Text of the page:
Children below 18 years of age made up half of the world’s refugee population, the U.N. report said.
Germany (56,583) was home to the highest number of registered refugees in 2018. In the same year, Canada (28,100) overtook the United States (22,900) as the top permanent resettler of refugees after U.S. President Donald Trump reduced the cap on refugee admissions via executive order.
While Japan rejected 99 percent of refugee applications in 2018, South Korea’s approval rate was 3.1 percent, recognizing 118 people as refugees.
“Just looking at Asia, our neighbors South Korea accepted twice as many as Japan. We want Japan to follow international standards and accept more refugees. We want them to reconsider the evaluation process for refugee status,” Fushimi says.
She says among the many reasons for the country’s low refugee intake is the priority the Immigration Bureau places on external migration control measures over refugee protection.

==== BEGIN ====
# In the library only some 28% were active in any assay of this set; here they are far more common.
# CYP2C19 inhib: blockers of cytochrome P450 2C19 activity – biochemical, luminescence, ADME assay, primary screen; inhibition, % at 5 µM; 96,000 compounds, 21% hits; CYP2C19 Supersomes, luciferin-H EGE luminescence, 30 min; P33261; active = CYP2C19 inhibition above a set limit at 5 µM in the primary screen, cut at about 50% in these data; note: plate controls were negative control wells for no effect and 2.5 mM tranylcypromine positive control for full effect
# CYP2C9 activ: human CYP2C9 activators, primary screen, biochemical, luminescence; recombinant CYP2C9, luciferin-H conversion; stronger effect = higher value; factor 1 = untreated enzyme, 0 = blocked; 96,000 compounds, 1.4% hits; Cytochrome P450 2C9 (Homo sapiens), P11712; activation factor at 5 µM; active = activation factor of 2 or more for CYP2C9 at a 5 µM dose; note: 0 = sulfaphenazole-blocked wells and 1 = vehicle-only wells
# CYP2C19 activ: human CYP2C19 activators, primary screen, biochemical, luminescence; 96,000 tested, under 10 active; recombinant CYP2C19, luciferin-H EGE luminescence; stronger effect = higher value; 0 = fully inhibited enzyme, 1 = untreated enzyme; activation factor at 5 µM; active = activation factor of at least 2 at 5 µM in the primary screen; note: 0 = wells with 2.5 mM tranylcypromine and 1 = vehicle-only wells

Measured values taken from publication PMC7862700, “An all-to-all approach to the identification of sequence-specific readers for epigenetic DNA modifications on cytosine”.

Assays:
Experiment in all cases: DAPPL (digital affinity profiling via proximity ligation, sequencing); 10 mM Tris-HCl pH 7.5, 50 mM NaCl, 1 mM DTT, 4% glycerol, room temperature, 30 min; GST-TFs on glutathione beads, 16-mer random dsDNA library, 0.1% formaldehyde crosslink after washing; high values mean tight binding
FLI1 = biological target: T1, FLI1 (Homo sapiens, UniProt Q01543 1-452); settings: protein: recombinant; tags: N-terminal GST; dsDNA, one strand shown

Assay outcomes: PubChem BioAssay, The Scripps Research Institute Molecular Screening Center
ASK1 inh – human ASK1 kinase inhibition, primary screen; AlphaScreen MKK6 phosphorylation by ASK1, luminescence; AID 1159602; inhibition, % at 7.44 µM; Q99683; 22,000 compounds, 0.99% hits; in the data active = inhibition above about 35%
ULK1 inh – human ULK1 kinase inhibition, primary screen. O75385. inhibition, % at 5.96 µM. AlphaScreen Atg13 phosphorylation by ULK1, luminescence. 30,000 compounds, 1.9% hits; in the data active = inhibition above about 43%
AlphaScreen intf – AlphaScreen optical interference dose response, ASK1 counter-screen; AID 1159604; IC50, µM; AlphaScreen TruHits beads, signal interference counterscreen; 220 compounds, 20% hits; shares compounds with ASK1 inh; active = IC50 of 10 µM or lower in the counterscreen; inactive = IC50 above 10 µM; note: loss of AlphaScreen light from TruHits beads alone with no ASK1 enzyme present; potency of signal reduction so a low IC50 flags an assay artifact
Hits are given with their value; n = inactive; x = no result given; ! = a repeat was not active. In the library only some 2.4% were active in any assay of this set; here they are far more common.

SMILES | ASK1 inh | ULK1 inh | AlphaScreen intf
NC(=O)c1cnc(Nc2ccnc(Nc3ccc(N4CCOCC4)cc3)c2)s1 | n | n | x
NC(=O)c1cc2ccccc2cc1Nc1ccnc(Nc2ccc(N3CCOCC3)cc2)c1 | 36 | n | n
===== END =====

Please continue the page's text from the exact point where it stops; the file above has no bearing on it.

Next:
Though admittedly frustrated with Japan’s slow response to the refugee crisis, Fushimi says she would like to believe the fear of foreignness is gradually waning, with more than 2 percent of Japan’s total residents now coming from overseas.
The Japanese government is also pushing for more foreigners to be admitted as it battles to overcome the demographic challenges that are severely impacting the labor market and, therefore, the nation’s prospects of economic growth.
“Until now, there was a lack of awareness and understanding of refugee issues,” Fushimi says. “But now they seem to be getting a warmer welcome. We are very hopeful that celebrities like Miyavi can reach the hearts of the young people and bring about change.”
Miyavi says for the politically disengaged youth in Japan, for whom food, shelter and safety are a given, the current refugee crisis is not affecting them because it is not happening here.
He knows because he was one of them, a politically apathetic, self-absorbed boy in Osaka.
Born to a Korean father and a Japanese mother, Miyavi is a household name in Japan who made inroads into the U.S. market when he was cast by Angelina Jolie for a role in the 2014 film “Unbroken,” which she directed.
After this surprise big-screen debut, Miyavi, encouraged by UNHCR special envoy Jolie, visited a refugee camp in Lebanon in 2015.
“The refugee crisis is not a big topic in this country. Not everyone talks about it,” says Miyavi.
“It happens far from our country and doesn’t affect our daily lives. It’s hard to see the urgency. That was me five years ago. But when I saw those kids in Lebanon, I decided to commit (to humanitarian activities),” he says.